Cambridge Book Review

[Issue #2, Spring & Summer 1998]

The Man Who Once Played Catch with Nellie Fox
By John Manderino
Academy Chicago Publishers, 1998

Reviewed by Gay Davidson-Zielske

If you set yourself the task of writing about baseball, you buy yourself a few extra problems -- one being that you are obliged to create a LOT of characters. So when John Manderino picked this game instead of, say, bowling, he went at characterization with a vengeance. He was especially going to get a piece of Hank Lingerman, the main character, whose heart's avocation is to be the kind of heroic figure represented by his idol Nellie Fox, the famous White Sox second baseman. Early in the novel, Lingerman tells what he has begun to call The Story: "One day when I was a little kid I played catch in Comiskey Park with...Nellie Fox and afterwards we talked together. And sometimes when I get drunk I find somebody to tell it to...The thing is, I've told it so many times, I don't remember what the real story is anymore. I know it happened, though. I've got the photograph..." Readers will do well to remember "The Story," too, since this ruling motif figures heavily in one of the surprises of the novel.

A mechanic by vocation, Hank's real life is played out on the diamond. Like Fox, he is a second baseman and he is proud of the fact that he once made it up to the minors, although that fact makes his current lot, playing for a suburban Chicago league team sponsored by Shopalot, seem woefully inadequate.

The novel opens in one of its main settings -- Jerry and Larry's Sports Palace, where Lingerman is taking a ribbing from his lifelong-friend-and-nemesis-in-one, Tommy, about getting beaned by a pop-up and then simply walking away from the game in progress. While this humiliation might normally come under the heading "shit happens," for Hank it symbolizes his truly obsessive fear -- he's washed up in all aspects of his life -- "forty years old and no good anymore."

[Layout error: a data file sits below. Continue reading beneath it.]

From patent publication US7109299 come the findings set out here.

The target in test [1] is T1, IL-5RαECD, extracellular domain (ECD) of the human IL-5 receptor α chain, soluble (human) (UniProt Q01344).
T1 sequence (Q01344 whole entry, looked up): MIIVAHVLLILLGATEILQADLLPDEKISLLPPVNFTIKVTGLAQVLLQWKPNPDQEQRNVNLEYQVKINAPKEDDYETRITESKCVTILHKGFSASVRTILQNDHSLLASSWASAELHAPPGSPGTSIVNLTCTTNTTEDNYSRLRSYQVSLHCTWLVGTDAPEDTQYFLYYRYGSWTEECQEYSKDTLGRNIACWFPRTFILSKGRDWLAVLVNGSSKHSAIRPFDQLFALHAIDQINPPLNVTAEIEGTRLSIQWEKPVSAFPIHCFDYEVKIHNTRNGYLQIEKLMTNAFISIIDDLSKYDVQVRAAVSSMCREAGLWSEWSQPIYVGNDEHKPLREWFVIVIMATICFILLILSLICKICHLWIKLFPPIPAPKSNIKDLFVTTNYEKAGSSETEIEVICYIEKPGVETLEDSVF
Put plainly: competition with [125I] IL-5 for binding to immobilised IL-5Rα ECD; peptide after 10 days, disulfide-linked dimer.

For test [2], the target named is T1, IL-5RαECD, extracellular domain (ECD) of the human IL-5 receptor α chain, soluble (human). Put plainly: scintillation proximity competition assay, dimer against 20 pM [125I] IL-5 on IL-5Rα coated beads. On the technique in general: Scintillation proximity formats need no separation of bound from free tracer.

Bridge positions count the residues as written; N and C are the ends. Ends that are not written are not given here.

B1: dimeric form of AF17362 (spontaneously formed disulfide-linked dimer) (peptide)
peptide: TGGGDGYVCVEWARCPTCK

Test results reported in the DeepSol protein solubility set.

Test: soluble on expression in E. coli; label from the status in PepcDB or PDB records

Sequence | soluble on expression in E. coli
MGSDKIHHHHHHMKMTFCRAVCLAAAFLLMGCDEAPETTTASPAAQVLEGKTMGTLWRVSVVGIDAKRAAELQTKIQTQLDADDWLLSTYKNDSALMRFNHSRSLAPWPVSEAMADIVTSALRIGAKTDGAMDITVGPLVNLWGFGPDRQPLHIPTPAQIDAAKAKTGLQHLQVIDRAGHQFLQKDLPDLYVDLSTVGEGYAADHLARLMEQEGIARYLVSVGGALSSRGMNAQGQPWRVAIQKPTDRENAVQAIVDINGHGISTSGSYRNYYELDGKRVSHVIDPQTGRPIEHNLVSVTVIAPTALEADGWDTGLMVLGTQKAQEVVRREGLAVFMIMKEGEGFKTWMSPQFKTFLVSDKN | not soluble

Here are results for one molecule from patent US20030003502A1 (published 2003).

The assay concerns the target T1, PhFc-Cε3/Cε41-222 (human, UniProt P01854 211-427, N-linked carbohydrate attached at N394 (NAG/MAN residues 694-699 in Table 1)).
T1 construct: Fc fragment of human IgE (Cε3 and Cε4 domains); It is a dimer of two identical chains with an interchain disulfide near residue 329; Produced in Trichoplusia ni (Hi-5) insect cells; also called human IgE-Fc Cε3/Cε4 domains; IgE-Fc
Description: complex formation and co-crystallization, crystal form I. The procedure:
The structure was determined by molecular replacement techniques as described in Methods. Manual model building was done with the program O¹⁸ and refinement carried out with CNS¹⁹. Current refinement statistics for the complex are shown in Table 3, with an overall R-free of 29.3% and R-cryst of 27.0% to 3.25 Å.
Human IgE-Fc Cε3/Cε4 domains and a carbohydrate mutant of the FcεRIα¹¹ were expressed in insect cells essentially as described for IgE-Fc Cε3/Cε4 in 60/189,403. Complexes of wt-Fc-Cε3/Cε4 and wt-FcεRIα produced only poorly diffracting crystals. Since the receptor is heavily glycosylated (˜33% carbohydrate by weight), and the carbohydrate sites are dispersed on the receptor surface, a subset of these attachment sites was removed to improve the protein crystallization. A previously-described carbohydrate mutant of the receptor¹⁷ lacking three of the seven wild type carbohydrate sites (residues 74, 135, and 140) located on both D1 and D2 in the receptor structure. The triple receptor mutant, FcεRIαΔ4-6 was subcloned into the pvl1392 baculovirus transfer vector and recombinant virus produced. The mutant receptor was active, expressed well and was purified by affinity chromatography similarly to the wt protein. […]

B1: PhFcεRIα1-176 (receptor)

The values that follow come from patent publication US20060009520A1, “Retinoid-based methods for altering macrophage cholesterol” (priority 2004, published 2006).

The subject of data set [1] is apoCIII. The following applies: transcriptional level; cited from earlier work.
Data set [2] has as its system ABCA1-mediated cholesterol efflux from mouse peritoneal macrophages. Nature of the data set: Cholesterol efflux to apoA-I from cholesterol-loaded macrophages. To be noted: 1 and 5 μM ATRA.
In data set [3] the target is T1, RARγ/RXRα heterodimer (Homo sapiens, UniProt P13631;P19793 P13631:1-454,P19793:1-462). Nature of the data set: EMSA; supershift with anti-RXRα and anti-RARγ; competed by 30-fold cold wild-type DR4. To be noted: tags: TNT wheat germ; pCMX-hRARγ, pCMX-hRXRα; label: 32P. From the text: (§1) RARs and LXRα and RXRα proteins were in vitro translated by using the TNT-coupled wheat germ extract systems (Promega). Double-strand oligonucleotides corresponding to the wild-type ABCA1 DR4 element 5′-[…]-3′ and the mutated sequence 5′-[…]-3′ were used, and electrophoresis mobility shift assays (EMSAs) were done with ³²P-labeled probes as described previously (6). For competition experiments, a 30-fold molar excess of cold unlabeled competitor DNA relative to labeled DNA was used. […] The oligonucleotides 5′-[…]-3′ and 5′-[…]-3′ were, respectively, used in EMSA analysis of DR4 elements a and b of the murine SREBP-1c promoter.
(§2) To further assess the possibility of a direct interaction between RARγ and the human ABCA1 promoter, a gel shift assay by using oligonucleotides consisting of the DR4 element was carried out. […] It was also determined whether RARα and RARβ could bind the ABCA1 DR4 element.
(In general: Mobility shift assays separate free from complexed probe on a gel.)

And while there is never a question that this is the love song, maybe even the swan song for Lingerman as baseball player, the book itself is not through taking some risks, such as being narrated from a revolving point of view. We hear about Lingerman's life from points of view ranging from that of the comic character Redman, a successful accountant with a proud "one-sixteenth" Lakota Sioux blood, whose own midlife identity crisis prompts him to quit his life and the team to try to return to his warrior forefathers -- to that of Brian, the ten-year-old son of Lingerman's occasional girlfriend Karen. Because dialogue is Manderino's real strength, this unusual technique works very well to enlarge our view of Hank's reality. (As the mother of a nine-year-old, I can vouch for the realism of Brian's speech and world view. The author's first novel, Sam and His Brother Len (1994), shows the same keen knowledge of how kids really talk and think, as opposed to how adults think they talk and think.)

Another potential pitfall for writers about sports is that the great masses who might comprise readers and buyers of the book may not share the author's enthusiasm for and knowledge of the sport. While baseball is a fairly safe bet-most of us casual fans know a little about it -- I was relieved to find that while baseball is Hank's passion, the book is really about passion, not necessarily for this sport, but for finding meaning in one's life.